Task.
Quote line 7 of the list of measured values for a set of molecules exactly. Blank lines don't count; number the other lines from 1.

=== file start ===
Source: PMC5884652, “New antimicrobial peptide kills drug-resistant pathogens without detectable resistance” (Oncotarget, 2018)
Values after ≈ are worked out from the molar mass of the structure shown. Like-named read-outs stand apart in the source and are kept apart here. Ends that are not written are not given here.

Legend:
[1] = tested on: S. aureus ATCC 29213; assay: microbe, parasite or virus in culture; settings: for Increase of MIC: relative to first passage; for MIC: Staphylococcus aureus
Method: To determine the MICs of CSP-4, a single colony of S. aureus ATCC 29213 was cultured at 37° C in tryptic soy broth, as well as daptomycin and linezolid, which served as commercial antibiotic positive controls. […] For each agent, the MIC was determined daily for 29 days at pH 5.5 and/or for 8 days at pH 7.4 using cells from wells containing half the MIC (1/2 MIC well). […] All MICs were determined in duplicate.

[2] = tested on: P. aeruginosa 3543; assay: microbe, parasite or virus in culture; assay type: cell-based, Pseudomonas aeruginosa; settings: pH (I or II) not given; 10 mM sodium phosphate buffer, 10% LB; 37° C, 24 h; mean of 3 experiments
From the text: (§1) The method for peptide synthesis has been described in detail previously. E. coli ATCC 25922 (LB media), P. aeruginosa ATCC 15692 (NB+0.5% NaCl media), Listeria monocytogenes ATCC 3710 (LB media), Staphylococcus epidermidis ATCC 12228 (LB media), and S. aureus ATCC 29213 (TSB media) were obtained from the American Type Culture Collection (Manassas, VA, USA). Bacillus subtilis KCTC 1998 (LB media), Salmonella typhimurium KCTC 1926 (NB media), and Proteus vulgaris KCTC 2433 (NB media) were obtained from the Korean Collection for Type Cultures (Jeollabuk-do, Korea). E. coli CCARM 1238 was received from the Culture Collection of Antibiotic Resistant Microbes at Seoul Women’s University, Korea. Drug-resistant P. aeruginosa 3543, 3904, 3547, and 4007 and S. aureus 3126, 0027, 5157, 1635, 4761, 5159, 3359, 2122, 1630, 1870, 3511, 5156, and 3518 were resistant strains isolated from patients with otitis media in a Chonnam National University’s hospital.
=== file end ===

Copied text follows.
From the text: (§1) The method for peptide synthesis has been described in detail previously. E. coli ATCC 25922 (LB media), P. aeruginosa ATCC 15692 (NB+0.5% NaCl media), Listeria monocytogenes ATCC 3710 (LB media), Staphylococcus epidermidis ATCC 12228 (LB media), and S. aureus ATCC 29213 (TSB media) were obtained from the American Type Culture Collection (Manassas, VA, USA). Bacillus subtilis KCTC 1998 (LB media), Salmonella typhimurium KCTC 1926 (NB media), and Proteus vulgaris KCTC 2433 (NB media) were obtained from the Korean Collection for Type Cultures (Jeollabuk-do, Korea). E. coli CCARM 1238 was received from the Culture Collection of Antibiotic Resistant Microbes at Seoul Women’s University, Korea. Drug-resistant P. aeruginosa 3543, 3904, 3547, and 4007 and S. aureus 3126, 0027, 5157, 1635, 4761, 5159, 3359, 2122, 1630, 1870, 3511, 5156, and 3518 were resistant strains isolated from patients with otitis media in a Chonnam National University’s hospital.